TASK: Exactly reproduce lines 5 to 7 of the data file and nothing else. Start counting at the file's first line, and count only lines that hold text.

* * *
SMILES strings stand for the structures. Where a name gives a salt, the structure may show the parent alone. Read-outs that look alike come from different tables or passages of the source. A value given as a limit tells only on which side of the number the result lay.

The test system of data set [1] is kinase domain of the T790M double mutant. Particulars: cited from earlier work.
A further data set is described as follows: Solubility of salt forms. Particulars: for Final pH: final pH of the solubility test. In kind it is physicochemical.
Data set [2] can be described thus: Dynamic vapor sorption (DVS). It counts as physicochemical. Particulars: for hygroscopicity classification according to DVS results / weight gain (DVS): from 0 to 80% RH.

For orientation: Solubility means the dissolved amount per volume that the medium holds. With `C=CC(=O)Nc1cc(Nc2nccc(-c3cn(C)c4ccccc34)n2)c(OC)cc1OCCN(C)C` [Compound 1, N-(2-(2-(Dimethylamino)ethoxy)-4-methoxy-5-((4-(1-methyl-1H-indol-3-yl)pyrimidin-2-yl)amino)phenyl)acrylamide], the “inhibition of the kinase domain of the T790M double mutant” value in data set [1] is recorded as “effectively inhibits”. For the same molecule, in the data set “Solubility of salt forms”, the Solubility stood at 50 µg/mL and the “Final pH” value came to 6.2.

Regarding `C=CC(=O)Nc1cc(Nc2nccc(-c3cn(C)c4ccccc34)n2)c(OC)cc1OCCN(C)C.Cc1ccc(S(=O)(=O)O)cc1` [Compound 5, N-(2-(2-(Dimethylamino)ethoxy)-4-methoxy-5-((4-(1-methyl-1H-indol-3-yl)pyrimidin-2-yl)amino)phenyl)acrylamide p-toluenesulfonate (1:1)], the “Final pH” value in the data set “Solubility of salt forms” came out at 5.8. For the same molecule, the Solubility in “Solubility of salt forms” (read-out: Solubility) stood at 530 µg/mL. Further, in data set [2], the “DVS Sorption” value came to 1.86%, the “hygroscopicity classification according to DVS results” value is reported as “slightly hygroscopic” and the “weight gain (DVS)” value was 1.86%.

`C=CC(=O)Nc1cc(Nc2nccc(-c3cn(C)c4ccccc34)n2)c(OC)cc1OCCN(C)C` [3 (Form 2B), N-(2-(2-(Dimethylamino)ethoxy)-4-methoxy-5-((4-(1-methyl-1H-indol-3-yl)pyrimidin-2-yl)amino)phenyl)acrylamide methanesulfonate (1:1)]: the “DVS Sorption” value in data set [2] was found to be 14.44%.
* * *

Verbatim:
For orientation: Solubility means the dissolved amount per volume that the medium holds. With `C=CC(=O)Nc1cc(Nc2nccc(-c3cn(C)c4ccccc34)n2)c(OC)cc1OCCN(C)C` [Compound 1, N-(2-(2-(Dimethylamino)ethoxy)-4-methoxy-5-((4-(1-methyl-1H-indol-3-yl)pyrimidin-2-yl)amino)phenyl)acrylamide], the “inhibition of the kinase domain of the T790M double mutant” value in data set [1] is recorded as “effectively inhibits”. For the same molecule, in the data set “Solubility of salt forms”, the Solubility stood at 50 µg/mL and the “Final pH” value came to 6.2.

Regarding `C=CC(=O)Nc1cc(Nc2nccc(-c3cn(C)c4ccccc34)n2)c(OC)cc1OCCN(C)C.Cc1ccc(S(=O)(=O)O)cc1` [Compound 5, N-(2-(2-(Dimethylamino)ethoxy)-4-methoxy-5-((4-(1-methyl-1H-indol-3-yl)pyrimidin-2-yl)amino)phenyl)acrylamide p-toluenesulfonate (1:1)], the “Final pH” value in the data set “Solubility of salt forms” came out at 5.8. For the same molecule, the Solubility in “Solubility of salt forms” (read-out: Solubility) stood at 530 µg/mL. Further, in data set [2], the “DVS Sorption” value came to 1.86%, the “hygroscopicity classification according to DVS results” value is reported as “slightly hygroscopic” and the “weight gain (DVS)” value was 1.86%.

`C=CC(=O)Nc1cc(Nc2nccc(-c3cn(C)c4ccccc34)n2)c(OC)cc1OCCN(C)C` [3 (Form 2B), N-(2-(2-(Dimethylamino)ethoxy)-4-methoxy-5-((4-(1-methyl-1H-indol-3-yl)pyrimidin-2-yl)amino)phenyl)acrylamide methanesulfonate (1:1)]: the “DVS Sorption” value in data set [2] was found to be 14.44%.